South Coast Hospice staff rises to daunting challenges

Categories: Care, Community Engagement, and Featured.

Although the finances are not good, South Coast Hospice is without debt and has assets in land, buildings, vehicles, furniture and equipment.

South Coast Hospice held its 37th annual general meeting last Thursday (25th) on its premises at the training centre under very unusual circumstances, currently regarded as ‘new normal’.

Due to the Covid-19 pandemic, only the mandatory requirements of the constitution were carried out.

All Covid-19 protocols of screening, temperatures, masking and social distancing were observed. About 25 people attended.

The treasurer’s report explained the financial situation of hospice and stated that the year had ended on a loss of R1 372 078, despite the management team doing all it could to contain expenses.

The community was thanked for its support and commended the fundraising efforts which still managed to do well under very challenging circumstances.

The chairman, Dave Boyd, reported that the year under review had been very challenging with the economy under distress, and said that hospice can expect to incur another loss at the end of the 2021 financial year, due to Covid-19.

He expressed his gratitude to the community which continues to provide ‘in kind’ donations in excess of R275 000, which are not recorded on the financial statement.

Mr Boyd also stated that Government needs to look at funding hospices.

Although the finances are not good, South Coast Hospice is without debt and has assets in land, buildings, vehicles, furniture and equipment.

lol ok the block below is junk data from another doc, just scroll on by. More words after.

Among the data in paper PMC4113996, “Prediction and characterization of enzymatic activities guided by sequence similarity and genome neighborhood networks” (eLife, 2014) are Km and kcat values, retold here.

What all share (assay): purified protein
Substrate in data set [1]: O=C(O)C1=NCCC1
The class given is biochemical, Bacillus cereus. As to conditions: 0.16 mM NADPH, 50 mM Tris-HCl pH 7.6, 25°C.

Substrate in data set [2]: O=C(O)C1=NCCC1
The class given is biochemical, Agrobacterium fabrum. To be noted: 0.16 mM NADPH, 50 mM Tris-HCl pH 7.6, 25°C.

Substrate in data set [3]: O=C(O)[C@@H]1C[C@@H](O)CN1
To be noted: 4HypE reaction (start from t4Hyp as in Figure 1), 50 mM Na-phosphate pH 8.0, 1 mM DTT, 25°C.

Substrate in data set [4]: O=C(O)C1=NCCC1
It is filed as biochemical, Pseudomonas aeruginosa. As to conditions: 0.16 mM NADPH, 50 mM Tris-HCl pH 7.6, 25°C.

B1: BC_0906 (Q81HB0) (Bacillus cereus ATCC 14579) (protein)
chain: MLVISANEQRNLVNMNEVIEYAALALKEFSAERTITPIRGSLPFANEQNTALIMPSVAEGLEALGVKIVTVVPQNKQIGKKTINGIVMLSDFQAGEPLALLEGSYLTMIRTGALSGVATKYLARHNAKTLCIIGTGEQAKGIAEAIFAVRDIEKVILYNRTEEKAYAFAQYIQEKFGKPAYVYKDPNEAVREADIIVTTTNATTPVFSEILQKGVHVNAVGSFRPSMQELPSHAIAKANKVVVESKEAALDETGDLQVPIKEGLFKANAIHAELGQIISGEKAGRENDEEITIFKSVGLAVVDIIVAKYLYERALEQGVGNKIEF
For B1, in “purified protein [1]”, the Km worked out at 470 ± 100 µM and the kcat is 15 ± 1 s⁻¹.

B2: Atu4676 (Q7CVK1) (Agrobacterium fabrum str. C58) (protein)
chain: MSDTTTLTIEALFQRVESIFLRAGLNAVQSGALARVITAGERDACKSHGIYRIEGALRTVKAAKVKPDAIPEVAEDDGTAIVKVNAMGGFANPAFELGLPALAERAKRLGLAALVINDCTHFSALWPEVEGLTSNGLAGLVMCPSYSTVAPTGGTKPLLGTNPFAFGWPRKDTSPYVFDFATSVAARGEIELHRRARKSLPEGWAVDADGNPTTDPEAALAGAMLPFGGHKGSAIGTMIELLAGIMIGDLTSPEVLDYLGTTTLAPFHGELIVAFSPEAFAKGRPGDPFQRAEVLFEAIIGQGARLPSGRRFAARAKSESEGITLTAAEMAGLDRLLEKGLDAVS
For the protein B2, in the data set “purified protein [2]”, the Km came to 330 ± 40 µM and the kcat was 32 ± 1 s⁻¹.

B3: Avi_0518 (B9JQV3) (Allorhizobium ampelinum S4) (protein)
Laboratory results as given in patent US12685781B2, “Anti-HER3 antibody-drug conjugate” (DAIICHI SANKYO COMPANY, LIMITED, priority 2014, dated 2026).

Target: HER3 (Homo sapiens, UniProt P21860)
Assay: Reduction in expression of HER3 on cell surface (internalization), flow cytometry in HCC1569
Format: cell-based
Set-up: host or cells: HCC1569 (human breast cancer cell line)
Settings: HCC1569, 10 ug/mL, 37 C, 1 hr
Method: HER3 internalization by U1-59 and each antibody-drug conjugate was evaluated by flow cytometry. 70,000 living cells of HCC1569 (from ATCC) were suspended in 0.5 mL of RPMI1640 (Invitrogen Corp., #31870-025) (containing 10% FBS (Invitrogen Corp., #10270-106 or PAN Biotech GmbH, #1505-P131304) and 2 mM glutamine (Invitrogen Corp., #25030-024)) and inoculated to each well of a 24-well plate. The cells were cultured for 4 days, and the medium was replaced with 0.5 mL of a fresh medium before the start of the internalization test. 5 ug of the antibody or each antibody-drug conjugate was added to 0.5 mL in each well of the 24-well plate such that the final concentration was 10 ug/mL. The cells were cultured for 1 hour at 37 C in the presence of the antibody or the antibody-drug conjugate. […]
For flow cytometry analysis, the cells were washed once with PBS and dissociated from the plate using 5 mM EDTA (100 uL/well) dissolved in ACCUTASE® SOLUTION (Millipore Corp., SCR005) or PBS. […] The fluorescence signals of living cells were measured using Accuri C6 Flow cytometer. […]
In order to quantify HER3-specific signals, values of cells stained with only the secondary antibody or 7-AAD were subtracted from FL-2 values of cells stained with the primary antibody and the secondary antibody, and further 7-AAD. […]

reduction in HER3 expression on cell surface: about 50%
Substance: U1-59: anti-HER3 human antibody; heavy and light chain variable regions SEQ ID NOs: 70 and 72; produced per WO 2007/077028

He commended the senior management who have already taken salary cuts, in an effort to ensure sustainability of the organisation and thanked CEO Di van Dyk and her team for providing high quality palliative care at all times, through many challenges.

He thanked board members for all their input and guidance on all hospice matters.

Mrs van Dyk, said it would be amiss if hospice didn’t remember hospice stalwarts, Joan Hudson and Dr André Nell who died last year.

She said that despite all the challenges, hospice cared for 14 710 patients which impacted on 44 130 household members.

This was done by 23 care staff. However, it is to be noted that all hospice staff play a role in the care of patients.

Mrs van Dyk narrated a story of how maintenance man Harry Manci, was called on to carry a patient down some very difficult stairs at his home in order to bring him into the inpatient unit for end-of-life care.

That is the calibre of people employed at hospice. She paid tribute to board member, Heidi van Aswegen and staff member Patricia Magubane who died very suddenly recently.

In closing, she thanked the community for its overwhelming generosity.

“We do not take donations for granted and ensure that all are thanked for their contribution, as at the end of it all, is a patient who needs us,” she said.

She said hospice will have to make some sacrifices going forward to ensure the sustainability of the organisation.

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